ACFTest - Autocorrelation Test

Calculates the p-value of the statistical test for the population autocorrelation function.


ACFTest(X, Order, k, Method, $\rho$, Return_type, $\alpha$)

is the univariate time series data (a one-dimensional array of cells (e.g., rows or columns)).
is the time order in the data series (i.e., the first data point's corresponding date (earliest date = 1 (default), latest date = 0)).
Order Description
1 Ascending (the first data point corresponds to the earliest date) (default).
0 Descending (the first data point corresponds to the latest date).
is the lag order (e.g., 0 = no lag, 1 = 1st lag, etc.). If missing, the default lag order of one (i.e., Lag = 1) is assumed.
is the calculation method for estimating the autocorrelation (0 = Sample Autocorrelation (Default), 1 = Periodogram-based estimate, 2 = Cross-correlation).
Value Method
0 Sample autocorrelation method (default).
1 Periodogram-based estimate.
2 Cross-correlation method.
is the assumed autocorrelation function value. If missing, the default of zero is assumed.
is a switch to select the return output (1 = P-Value (default), 2 = Test Stats, 3 = Critical Value.
Method Description
1 P-Value.
2 Test Statistics (e.g., Z-score).
3 Critical Value.
is the statistical significance of the test (i.e., alpha). If missing or omitted, an alpha value of 5% is assumed.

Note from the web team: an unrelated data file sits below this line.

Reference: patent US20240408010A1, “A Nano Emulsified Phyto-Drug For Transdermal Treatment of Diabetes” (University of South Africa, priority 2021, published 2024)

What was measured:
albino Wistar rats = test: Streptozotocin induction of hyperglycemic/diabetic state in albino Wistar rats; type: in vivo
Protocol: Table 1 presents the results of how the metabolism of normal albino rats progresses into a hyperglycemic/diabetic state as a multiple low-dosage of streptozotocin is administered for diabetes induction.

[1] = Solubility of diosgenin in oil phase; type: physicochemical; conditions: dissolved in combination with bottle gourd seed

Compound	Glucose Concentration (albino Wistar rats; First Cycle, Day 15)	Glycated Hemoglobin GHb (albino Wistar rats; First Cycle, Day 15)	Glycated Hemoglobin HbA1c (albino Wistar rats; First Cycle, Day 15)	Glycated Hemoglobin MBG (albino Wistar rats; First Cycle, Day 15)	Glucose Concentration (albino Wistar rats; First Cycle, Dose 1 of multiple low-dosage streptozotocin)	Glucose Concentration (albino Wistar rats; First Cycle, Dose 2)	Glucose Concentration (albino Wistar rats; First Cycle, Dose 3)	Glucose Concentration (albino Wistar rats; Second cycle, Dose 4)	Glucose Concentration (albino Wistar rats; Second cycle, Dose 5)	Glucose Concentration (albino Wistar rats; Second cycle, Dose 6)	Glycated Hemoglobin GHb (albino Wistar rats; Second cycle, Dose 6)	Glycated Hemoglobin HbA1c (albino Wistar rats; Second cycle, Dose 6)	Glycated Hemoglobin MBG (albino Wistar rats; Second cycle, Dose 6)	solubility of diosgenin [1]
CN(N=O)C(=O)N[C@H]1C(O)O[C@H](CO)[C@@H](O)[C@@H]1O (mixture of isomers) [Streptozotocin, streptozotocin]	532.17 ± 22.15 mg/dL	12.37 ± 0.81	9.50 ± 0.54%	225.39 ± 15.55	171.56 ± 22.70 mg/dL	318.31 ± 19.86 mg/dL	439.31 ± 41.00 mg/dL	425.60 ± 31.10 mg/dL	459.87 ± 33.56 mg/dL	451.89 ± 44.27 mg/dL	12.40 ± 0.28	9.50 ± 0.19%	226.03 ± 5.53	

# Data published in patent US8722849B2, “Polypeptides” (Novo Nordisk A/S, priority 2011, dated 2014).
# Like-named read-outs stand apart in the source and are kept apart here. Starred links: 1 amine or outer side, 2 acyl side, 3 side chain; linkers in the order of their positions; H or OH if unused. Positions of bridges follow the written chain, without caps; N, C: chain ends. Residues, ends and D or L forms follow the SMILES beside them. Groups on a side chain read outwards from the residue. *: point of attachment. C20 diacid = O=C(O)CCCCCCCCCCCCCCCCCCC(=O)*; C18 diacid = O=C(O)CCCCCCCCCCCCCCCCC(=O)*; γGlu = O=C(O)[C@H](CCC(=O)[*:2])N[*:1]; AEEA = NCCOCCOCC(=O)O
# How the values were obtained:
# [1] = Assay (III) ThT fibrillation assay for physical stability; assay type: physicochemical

1. The time series is homogeneous or equally spaced.
  2. The time series may include missing values (e.g., #N/A) at either end.
  3. The lag order (k) must be less than the time series size, or an error value (#VALUE!) is returned.
  4. The test hypothesis for the population autocorrelation: $$H_{o}: \rho_{k}=\rho_o$$ $$H_{1}: \rho_{k}\neq a$$ Where:
    • $H_{o}$ is the null hypothesis.
    • $H_{1}$ is the alternate hypothesis.
    • $\hat \rho_o$ is the assumed population autocorrelation function for lag $k$.
    • $k$ is the lag order.
  5. Assuming a normally distributed population, the sample autocorrelation has a normal distribution: $$\hat \rho_k \sim N(\rho_k,\sigma_{\rho_k}^2)$$ Where:
    • $\hat \rho_k $ is the sample autocorrelation for lag $k$.
    • $\rho_k $ is the population autocorrelation for lag $k$.
    • $\sigma_{\rho_k}$ is the standard deviation of the sample autocorrelation function for lag $k$.
  6. The variance of the sample autocorrelation is computed as: $$\sigma_{\rho_k}^2 = \frac{1+\sum_{j=1}^{k-1}\hat\rho_j^2}{T}$$ Where:
    • $\sigma_{\rho_k}$ is the standard error of the sample autocorrelation for lag $k$.
    • $T$ is the sample data size.
    • $\hat\rho_j$ is the sample autocorrelation function for lag $j$.
    • $k$ is the lag order.
  7. This is a two-sides (i.e., two-tails) test, so the computed p-value should be compared with half of the significance level ($\alpha/2$).

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